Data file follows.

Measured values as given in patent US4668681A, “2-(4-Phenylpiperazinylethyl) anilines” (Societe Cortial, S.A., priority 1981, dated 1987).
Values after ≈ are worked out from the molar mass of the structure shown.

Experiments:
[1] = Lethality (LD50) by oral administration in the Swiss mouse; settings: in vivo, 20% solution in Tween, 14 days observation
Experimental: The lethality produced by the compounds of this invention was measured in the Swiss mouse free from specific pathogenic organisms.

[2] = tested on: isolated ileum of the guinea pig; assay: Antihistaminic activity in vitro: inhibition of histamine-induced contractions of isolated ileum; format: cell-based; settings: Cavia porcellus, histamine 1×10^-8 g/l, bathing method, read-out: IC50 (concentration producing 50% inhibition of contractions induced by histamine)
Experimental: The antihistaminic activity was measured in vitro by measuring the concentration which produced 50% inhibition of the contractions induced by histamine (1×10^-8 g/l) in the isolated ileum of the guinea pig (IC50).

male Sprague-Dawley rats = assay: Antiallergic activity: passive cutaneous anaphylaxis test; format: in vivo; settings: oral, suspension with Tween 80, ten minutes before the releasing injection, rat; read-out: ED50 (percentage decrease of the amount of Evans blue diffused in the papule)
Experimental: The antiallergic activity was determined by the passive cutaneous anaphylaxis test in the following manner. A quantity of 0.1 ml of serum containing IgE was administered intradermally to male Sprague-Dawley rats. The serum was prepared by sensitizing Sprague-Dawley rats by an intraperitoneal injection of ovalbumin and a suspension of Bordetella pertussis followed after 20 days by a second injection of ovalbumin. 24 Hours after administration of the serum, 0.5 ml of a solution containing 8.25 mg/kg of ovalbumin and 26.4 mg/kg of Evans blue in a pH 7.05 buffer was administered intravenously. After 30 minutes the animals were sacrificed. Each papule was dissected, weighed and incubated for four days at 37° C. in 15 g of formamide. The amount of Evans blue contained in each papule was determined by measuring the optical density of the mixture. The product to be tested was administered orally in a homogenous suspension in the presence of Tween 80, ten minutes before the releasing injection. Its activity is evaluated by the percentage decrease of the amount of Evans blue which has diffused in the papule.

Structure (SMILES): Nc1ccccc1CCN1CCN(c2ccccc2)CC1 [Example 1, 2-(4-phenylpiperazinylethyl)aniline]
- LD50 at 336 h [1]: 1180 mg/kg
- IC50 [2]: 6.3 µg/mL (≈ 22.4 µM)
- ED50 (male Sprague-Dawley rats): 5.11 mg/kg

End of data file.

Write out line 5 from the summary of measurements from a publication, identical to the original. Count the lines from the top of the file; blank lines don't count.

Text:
Experimental: The lethality produced by the compounds of this invention was measured in the Swiss mouse free from specific pathogenic organisms.